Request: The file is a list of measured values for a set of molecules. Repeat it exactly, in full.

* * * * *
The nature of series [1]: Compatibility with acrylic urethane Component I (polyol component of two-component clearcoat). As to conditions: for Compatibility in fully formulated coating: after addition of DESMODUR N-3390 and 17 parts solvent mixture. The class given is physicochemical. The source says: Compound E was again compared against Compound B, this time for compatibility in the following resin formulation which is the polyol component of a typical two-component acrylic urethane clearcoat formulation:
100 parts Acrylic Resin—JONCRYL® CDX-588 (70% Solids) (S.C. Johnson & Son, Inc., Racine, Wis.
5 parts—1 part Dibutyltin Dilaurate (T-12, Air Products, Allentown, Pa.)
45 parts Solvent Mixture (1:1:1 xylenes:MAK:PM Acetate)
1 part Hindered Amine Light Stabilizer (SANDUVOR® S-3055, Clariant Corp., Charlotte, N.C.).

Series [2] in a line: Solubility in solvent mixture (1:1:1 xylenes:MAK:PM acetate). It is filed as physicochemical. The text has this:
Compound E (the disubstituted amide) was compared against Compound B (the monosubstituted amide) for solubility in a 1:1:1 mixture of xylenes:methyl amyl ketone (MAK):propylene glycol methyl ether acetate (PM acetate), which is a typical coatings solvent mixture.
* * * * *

The nature of series [1]: Compatibility with acrylic urethane Component I (polyol component of two-component clearcoat). As to conditions: for Compatibility in fully formulated coating: after addition of DESMODUR N-3390 and 17 parts solvent mixture. The class given is physicochemical. The source says: Compound E was again compared against Compound B, this time for compatibility in the following resin formulation which is the polyol component of a typical two-component acrylic urethane clearcoat formulation:
100 parts Acrylic Resin—JONCRYL® CDX-588 (70% Solids) (S.C. Johnson & Son, Inc., Racine, Wis.
5 parts—1 part Dibutyltin Dilaurate (T-12, Air Products, Allentown, Pa.)
45 parts Solvent Mixture (1:1:1 xylenes:MAK:PM Acetate)
1 part Hindered Amine Light Stabilizer (SANDUVOR® S-3055, Clariant Corp., Charlotte, N.C.).

Series [2] in a line: Solubility in solvent mixture (1:1:1 xylenes:MAK:PM acetate). It is filed as physicochemical. The text has this:
Compound E (the disubstituted amide) was compared against Compound B (the monosubstituted amide) for solubility in a 1:1:1 mixture of xylenes:methyl amyl ketone (MAK):propylene glycol methyl ether acetate (PM acetate), which is a typical coatings solvent mixture.